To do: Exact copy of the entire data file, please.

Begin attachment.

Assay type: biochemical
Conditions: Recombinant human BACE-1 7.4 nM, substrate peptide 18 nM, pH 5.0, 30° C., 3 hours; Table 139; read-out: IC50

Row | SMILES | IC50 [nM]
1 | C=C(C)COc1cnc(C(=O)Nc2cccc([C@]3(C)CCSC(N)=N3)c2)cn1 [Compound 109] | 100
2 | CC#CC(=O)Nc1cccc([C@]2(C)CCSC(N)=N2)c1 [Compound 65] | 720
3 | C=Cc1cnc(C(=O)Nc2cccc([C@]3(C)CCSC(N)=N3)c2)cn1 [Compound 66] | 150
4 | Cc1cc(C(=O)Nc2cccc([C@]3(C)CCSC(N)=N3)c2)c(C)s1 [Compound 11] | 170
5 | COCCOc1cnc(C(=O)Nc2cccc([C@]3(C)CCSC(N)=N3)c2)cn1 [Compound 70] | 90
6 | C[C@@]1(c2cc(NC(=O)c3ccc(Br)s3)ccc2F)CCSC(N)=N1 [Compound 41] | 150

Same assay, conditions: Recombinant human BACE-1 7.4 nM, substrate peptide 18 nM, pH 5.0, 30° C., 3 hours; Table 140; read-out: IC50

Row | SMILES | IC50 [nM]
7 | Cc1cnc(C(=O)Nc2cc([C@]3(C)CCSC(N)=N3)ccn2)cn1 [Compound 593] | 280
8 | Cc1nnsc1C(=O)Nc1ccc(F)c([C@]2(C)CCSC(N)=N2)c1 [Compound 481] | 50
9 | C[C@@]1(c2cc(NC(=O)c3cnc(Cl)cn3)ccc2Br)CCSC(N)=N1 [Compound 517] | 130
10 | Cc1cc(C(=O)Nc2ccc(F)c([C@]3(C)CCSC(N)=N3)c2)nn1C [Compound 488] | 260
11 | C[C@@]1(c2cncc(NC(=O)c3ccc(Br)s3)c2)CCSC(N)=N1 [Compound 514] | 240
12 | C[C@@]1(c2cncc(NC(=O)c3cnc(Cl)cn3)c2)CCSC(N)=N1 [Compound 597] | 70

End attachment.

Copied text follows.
Assay type: biochemical
Conditions: Recombinant human BACE-1 7.4 nM, substrate peptide 18 nM, pH 5.0, 30° C., 3 hours; Table 139; read-out: IC50

Row | SMILES | IC50 [nM]
1 | C=C(C)COc1cnc(C(=O)Nc2cccc([C@]3(C)CCSC(N)=N3)c2)cn1 [Compound 109] | 100
2 | CC#CC(=O)Nc1cccc([C@]2(C)CCSC(N)=N2)c1 [Compound 65] | 720
3 | C=Cc1cnc(C(=O)Nc2cccc([C@]3(C)CCSC(N)=N3)c2)cn1 [Compound 66] | 150
4 | Cc1cc(C(=O)Nc2cccc([C@]3(C)CCSC(N)=N3)c2)c(C)s1 [Compound 11] | 170
5 | COCCOc1cnc(C(=O)Nc2cccc([C@]3(C)CCSC(N)=N3)c2)cn1 [Compound 70] | 90
6 | C[C@@]1(c2cc(NC(=O)c3ccc(Br)s3)ccc2F)CCSC(N)=N1 [Compound 41] | 150

Same assay, conditions: Recombinant human BACE-1 7.4 nM, substrate peptide 18 nM, pH 5.0, 30° C., 3 hours; Table 140; read-out: IC50

Row | SMILES | IC50 [nM]
7 | Cc1cnc(C(=O)Nc2cc([C@]3(C)CCSC(N)=N3)ccn2)cn1 [Compound 593] | 280
8 | Cc1nnsc1C(=O)Nc1ccc(F)c([C@]2(C)CCSC(N)=N2)c1 [Compound 481] | 50
9 | C[C@@]1(c2cc(NC(=O)c3cnc(Cl)cn3)ccc2Br)CCSC(N)=N1 [Compound 517] | 130
10 | Cc1cc(C(=O)Nc2ccc(F)c([C@]3(C)CCSC(N)=N3)c2)nn1C [Compound 488] | 260
11 | C[C@@]1(c2cncc(NC(=O)c3ccc(Br)s3)c2)CCSC(N)=N1 [Compound 514] | 240
12 | C[C@@]1(c2cncc(NC(=O)c3cnc(Cl)cn3)c2)CCSC(N)=N1 [Compound 597] | 70